Short film and why it’s never funny

On this blog, we often try to work out why certain shows or genres are or aren’t funny. So, if we had to vote for the genre least likely to generate laughs we’d probably go for short film.*

The basic problem with short films doing comedy is that the sort of people who make short films, generally speaking, aren’t comedians or comedy writers; they’re people who want to make serious feature films and are only making a short film as a showcase. Which means that while many short films are billed as comedies, they’re not really comedies, more quirky dramas. And we all know how hilarious they are.

So, let’s just say that whenever we’re presented with a short film that’s described as “comedy” we don’t go into it with much optimism that it will be hilarious. Especially if the synopsis also includes the words “dark” and “drama”.

…Which brings us to the award-winning and internationally screened short film Kharisma, which recently appeared in the comedy category of ABC iView. We decided to take a look; here are some thoughts…

Kharisma (short film)

In comedy terms, Kharisma starts off okay. We see a series of auditions from child performers, who range from “funny because they’re so precocious” to “funny because they’re terrible”. Then Kam, the man running the auditions, becomes rather excited by Mary, a girl doing some reasonably-risqué-dancing-for-her-age. “Please tell us it’s not heading there”, we thought, reports about the antics of Harvey Weinstein fresh in our minds.

The final child to audition is Kharisma, a mousey, bespectacled bundle of energy wearing colourful feathers and doing an African tribal dance kinda act. “No”, says Kam. Then, “See you at home for dinner”.

Cut to dinner, a bleak affair where Kharisma and her Mum Karen wait for Kam to join them at the table before they start eating. Home is just another show Kam’s in charge of, it seems, and it isn’t allowed start until he’s there.

Then Mary arrives, for extra rehearsal. Another opportunity for Kam to remind Kharisma that she’s not good enough to be in his show, and for the director of Kharisma to imply that Kam’s a paedophile. **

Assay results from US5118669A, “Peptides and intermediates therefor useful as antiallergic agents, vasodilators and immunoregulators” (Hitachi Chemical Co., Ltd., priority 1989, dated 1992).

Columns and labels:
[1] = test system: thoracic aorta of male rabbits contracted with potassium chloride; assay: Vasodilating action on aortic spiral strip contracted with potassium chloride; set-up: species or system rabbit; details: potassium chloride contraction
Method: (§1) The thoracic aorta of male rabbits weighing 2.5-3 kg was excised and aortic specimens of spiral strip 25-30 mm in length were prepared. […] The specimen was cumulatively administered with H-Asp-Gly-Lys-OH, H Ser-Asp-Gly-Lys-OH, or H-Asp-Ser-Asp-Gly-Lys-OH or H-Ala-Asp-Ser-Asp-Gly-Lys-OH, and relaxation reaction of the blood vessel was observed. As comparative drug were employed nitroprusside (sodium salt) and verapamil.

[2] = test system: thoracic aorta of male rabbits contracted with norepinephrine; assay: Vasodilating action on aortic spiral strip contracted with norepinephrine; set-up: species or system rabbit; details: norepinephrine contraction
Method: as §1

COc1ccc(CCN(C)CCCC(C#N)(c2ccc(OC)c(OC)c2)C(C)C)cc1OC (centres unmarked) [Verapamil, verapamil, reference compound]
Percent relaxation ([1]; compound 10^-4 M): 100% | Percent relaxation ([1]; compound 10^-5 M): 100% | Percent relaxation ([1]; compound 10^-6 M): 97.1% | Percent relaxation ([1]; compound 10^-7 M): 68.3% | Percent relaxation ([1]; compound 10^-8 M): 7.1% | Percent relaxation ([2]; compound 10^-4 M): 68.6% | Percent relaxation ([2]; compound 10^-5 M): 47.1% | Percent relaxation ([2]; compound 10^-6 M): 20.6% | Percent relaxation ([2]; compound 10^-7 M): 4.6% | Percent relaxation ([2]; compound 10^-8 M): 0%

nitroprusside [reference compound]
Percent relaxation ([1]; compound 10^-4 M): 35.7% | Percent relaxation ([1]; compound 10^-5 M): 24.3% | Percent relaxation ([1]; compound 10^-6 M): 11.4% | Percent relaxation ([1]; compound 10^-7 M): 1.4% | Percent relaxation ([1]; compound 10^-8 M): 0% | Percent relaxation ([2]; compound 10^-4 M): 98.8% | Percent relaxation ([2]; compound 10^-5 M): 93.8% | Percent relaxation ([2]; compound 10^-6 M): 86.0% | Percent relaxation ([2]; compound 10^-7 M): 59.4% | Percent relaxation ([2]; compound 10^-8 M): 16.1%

Spoilers, but he isn’t. He’s just really, really into nurturing new child talent. Which is a relief, although he’s still an arsehole. And why does he tie his wife to the bed each night, and then just go to sleep leaving her there? Weird.

We won’t spoil the end, as it’s kind of sweet, but nothing funny happens. In fact, nothing funny happens in Kharisma after the first scene with all the terrible auditions, which makes this film about 10% comedy at best. But, that’s the short film genre. Comedy means something different here, and it’s “there’s at least one moment you might laugh at”.

Kharisma is a good short film overall – well made, engrossing, good performances and a nice twist at the end – we just don’t think it should have been labelled comedy. And that goes for anything else that’s not trying to be funny at least 50% of the time.


* That or theatre. Oh man, the comedy you get at the theatre… Jokes either so up themselves or so lame that they could only raise laughs from an audience of people who want to be seen to get the joke. You know the type.

** To be fair, Kharisma was made about 4 years ago, well before the Harvey Weinstein scandal, but still…

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  • Tony Tea says:

    “Jokes either so up themselves or so lame that they could only raise laughs from an audience of people who want to be seen to get the joke.”


  • Doyle says:

    I remember when I made my first student film. I thought I should do a comedy not out of a desire to be funny but I thought making a comedy would be less scrutinized and come of less pretentious than doing something pretentious. I wonder how many other filmmakers think the same.